Standard Deviation of REG devices
Mike Meyer has constructed Java modules to process huge amounts of data. His application to 6 months of data showed that the mean of all the REG devices was within specification, but that the standard deviation for many of the eggs is slightly different from the theoretical value. The average change is an increase of 0.0127%. Using this value as an estimate for the change that would result in the usual calculations if the empirical value were substituted for the theoretical value gives some idea of the implications. An application to the formal database indicates that the net effect is to reduce the cumulative effect by a factor of 0.00025. Because this is not consequential, we will continue to use the theoretical value for computations. Mike has constructed a table showing the result of using empirical estimates for SD per egg, based on 6-month samples. The tabled values are (I believe) the Z-scores representing the difference between theoretical and empirical results, which would be zero in a perfect world.
Here are the details of a summary of the SD change by egg type, and a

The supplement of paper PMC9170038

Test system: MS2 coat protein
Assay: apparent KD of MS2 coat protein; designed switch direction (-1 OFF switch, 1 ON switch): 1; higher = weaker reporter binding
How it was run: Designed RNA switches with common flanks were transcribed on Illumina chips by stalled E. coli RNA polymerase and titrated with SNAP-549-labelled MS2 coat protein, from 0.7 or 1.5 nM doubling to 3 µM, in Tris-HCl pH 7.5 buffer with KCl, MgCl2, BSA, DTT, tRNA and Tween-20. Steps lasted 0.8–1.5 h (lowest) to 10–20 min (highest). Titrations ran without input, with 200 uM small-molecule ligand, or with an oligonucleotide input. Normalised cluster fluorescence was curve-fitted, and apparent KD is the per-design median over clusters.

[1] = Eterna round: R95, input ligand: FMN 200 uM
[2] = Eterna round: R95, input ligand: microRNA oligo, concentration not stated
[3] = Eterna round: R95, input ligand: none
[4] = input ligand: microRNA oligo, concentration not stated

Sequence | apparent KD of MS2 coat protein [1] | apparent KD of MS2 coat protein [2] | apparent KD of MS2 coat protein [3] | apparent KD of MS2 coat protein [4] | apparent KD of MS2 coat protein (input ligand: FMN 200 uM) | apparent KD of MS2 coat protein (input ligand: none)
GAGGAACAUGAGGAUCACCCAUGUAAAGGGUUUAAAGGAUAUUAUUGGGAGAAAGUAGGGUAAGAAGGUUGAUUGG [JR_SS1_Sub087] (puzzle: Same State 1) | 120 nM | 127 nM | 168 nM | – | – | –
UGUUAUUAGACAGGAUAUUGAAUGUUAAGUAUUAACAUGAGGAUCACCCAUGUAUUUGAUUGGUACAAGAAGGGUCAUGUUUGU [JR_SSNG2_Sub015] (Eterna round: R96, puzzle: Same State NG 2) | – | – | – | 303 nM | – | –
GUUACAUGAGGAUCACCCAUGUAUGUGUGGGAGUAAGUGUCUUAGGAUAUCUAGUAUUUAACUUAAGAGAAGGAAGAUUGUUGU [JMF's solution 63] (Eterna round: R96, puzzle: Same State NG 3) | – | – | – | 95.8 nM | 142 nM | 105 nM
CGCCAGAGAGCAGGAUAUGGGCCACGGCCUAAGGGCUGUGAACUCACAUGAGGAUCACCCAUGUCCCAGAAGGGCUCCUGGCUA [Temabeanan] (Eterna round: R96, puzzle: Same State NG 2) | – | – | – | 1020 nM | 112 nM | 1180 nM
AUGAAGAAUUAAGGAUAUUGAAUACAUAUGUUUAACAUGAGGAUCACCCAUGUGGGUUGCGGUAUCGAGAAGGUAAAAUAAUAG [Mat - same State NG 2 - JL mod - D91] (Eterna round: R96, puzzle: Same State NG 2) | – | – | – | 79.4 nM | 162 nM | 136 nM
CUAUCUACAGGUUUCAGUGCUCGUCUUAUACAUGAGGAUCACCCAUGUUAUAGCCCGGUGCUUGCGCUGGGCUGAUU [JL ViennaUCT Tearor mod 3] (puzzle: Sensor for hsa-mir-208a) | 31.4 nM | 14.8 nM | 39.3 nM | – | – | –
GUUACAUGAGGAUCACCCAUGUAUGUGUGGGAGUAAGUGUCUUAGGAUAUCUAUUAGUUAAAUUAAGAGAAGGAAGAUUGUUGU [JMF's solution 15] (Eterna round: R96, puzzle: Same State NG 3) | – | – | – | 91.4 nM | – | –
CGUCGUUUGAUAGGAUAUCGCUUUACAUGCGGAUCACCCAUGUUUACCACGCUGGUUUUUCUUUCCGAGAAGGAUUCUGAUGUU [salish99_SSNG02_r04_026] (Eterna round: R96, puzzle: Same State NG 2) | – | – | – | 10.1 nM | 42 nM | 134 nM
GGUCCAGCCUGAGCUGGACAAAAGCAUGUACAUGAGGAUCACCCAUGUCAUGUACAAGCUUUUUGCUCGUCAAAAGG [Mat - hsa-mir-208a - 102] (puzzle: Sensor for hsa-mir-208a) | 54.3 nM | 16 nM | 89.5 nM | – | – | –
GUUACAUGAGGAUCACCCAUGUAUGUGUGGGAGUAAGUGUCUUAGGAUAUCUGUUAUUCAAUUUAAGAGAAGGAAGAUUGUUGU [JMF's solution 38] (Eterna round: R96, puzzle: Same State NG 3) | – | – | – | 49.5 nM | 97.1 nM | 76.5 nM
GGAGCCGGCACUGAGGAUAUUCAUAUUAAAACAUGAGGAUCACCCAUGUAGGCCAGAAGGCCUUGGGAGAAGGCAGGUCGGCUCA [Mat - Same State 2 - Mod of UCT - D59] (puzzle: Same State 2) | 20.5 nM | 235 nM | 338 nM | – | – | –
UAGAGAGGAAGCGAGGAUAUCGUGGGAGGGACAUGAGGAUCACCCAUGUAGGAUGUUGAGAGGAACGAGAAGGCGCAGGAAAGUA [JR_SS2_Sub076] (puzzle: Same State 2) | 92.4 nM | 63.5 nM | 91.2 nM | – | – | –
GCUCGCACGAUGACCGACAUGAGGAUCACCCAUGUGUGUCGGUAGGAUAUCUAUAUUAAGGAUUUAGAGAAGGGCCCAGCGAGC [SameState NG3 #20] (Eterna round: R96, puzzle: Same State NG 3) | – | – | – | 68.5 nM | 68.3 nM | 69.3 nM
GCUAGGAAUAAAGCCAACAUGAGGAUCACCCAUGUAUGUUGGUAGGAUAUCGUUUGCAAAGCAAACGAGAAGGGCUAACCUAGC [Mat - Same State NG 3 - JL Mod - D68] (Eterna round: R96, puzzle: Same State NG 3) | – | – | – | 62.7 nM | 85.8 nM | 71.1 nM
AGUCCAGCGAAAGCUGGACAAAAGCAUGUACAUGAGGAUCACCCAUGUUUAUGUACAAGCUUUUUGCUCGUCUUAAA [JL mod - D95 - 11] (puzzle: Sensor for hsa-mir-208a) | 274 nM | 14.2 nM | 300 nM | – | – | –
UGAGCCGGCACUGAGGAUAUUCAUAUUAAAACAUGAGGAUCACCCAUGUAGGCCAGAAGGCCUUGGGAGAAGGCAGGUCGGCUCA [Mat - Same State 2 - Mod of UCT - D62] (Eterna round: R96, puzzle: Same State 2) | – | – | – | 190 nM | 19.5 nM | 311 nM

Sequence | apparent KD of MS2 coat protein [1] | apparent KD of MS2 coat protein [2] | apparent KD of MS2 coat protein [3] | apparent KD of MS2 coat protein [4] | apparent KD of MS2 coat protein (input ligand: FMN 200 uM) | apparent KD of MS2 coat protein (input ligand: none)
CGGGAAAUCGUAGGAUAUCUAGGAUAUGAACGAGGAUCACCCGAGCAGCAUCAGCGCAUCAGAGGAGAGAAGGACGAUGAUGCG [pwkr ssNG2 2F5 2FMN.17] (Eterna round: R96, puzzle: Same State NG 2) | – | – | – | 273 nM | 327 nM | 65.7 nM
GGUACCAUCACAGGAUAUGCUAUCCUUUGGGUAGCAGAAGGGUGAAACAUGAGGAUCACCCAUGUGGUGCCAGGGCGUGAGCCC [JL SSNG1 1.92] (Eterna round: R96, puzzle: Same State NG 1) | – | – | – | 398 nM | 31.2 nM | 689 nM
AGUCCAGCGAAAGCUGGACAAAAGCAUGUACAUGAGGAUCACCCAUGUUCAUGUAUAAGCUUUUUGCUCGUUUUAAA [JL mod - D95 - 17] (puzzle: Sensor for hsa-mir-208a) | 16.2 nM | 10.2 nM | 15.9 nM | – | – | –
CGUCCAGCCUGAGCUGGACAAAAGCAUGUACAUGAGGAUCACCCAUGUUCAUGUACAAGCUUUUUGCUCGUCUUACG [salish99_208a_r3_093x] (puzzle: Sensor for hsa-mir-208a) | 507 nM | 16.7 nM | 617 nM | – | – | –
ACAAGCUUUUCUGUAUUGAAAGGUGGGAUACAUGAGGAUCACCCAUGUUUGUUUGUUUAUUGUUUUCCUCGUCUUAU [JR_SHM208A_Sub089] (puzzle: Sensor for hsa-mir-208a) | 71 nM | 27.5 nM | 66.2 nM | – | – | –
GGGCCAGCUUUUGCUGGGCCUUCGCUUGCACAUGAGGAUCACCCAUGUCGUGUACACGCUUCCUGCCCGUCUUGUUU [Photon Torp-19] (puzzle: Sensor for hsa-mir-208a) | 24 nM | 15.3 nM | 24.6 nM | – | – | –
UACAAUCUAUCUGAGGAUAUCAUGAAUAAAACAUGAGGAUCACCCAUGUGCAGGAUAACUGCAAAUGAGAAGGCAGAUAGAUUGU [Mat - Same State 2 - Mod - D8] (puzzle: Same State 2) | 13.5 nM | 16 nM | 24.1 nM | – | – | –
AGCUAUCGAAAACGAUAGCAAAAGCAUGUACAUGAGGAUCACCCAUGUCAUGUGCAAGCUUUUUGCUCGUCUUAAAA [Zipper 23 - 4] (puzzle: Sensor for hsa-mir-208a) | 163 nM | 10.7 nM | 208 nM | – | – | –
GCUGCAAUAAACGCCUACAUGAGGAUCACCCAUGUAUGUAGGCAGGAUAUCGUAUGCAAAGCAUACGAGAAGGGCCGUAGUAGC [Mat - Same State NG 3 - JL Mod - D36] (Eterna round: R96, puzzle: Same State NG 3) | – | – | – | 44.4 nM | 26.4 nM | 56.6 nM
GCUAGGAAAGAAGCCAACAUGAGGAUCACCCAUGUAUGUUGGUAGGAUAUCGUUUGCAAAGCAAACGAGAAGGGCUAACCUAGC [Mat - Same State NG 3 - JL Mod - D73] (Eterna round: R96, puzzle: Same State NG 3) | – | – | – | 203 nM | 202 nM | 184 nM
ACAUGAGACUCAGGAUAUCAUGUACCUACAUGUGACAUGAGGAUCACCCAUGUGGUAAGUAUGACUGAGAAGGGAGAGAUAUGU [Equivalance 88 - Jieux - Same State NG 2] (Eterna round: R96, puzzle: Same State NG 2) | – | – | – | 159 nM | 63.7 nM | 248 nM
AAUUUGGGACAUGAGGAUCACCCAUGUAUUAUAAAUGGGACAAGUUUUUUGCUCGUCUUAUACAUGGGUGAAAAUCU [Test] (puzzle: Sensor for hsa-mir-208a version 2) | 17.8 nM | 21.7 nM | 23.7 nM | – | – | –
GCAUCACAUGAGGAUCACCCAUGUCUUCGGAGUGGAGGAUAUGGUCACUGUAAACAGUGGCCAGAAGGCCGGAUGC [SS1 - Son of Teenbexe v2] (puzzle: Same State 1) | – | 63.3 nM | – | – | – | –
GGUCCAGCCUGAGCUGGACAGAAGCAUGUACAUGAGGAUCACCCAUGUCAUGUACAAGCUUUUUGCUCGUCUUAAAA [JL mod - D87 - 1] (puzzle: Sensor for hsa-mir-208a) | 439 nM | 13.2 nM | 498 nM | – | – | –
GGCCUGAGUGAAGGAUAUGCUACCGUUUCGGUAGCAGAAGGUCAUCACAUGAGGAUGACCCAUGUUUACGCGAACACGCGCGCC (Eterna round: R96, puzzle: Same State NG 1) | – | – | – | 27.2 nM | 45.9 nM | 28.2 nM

worst-case assessment of the implication for the formal results accumulated thus far in the EGG project.
Theoretical SD 7.0711 PEAR device SD, N=4 7.0687 Mindsong SD, N=16 7.0732 Orion SD, N=7 7.0709 Prop smaller PEAR -0.00033941 Prop larger Mindsong +0.00029698 Prop smaller Orion -2.8284e-05 Prop larger All 3 +0.00012728 Proportional overestimate of Z-scores using All 3 is 0.00012728 Corresponding overestimate of Z2 is on the order of 0.00025456 The degrees of freedom across the 76 events are 26120 The original Chi-square based on theoretical SD is 27195 The reduced Chi-square based on the All 3 SD is 27188 The worst case reduction, based on the Mindsong SD is 27179 The theoretically based calculation gives probability 1.715e-6 The estimated SD from the All 3 calculation yields p= 1.9805e-06
My conclusion is that using the theoretical standard deviation does not produce misleading bottom-line conclusions. The difference of actual device parameters from theory is on the order of a hundredth of one percent, and this means that in general, the calculations are accurate to three or four decimal places. Since we are dealing with statistical estimates always, I can accept this level of inaccuracy as being well within the noise, even if it is a systematic error. At some point in the future, when someone wishes to do a more precise calculation, based on locally computed empirical standard deviations for all eggs, we will use it, but at this point, there are other interesting analyses and projects that must be given higher priority.